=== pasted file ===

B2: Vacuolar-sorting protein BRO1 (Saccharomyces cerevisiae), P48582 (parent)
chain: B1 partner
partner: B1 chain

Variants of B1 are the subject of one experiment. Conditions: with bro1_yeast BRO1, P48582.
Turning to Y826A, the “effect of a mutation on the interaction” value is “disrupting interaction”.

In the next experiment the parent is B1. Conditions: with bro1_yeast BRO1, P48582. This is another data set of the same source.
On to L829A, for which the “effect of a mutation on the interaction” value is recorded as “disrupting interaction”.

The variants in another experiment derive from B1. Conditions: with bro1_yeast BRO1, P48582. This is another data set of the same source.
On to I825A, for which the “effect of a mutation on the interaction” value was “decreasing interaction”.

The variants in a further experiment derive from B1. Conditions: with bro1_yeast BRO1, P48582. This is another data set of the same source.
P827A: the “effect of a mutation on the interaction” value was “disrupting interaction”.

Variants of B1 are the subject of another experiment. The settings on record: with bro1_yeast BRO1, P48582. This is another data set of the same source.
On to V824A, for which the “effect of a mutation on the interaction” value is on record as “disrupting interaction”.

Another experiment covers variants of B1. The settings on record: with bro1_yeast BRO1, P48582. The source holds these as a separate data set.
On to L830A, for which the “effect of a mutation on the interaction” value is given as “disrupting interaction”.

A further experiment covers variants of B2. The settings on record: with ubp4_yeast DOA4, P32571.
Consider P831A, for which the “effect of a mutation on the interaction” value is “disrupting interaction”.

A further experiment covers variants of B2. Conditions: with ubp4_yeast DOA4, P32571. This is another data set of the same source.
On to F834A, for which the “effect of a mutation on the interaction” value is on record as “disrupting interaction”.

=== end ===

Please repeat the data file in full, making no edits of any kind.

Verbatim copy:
B2: Vacuolar-sorting protein BRO1 (Saccharomyces cerevisiae), P48582 (parent)
chain: B1 partner
partner: B1 chain

Variants of B1 are the subject of one experiment. Conditions: with bro1_yeast BRO1, P48582.
Turning to Y826A, the “effect of a mutation on the interaction” value is “disrupting interaction”.

In the next experiment the parent is B1. Conditions: with bro1_yeast BRO1, P48582. This is another data set of the same source.
On to L829A, for which the “effect of a mutation on the interaction” value is recorded as “disrupting interaction”.

The variants in another experiment derive from B1. Conditions: with bro1_yeast BRO1, P48582. This is another data set of the same source.
On to I825A, for which the “effect of a mutation on the interaction” value was “decreasing interaction”.

The variants in a further experiment derive from B1. Conditions: with bro1_yeast BRO1, P48582. This is another data set of the same source.
P827A: the “effect of a mutation on the interaction” value was “disrupting interaction”.

Variants of B1 are the subject of another experiment. The settings on record: with bro1_yeast BRO1, P48582. This is another data set of the same source.
On to V824A, for which the “effect of a mutation on the interaction” value is on record as “disrupting interaction”.

Another experiment covers variants of B1. The settings on record: with bro1_yeast BRO1, P48582. The source holds these as a separate data set.
On to L830A, for which the “effect of a mutation on the interaction” value is given as “disrupting interaction”.

A further experiment covers variants of B2. The settings on record: with ubp4_yeast DOA4, P32571.
Consider P831A, for which the “effect of a mutation on the interaction” value is “disrupting interaction”.

A further experiment covers variants of B2. Conditions: with ubp4_yeast DOA4, P32571. This is another data set of the same source.
On to F834A, for which the “effect of a mutation on the interaction” value is on record as “disrupting interaction”.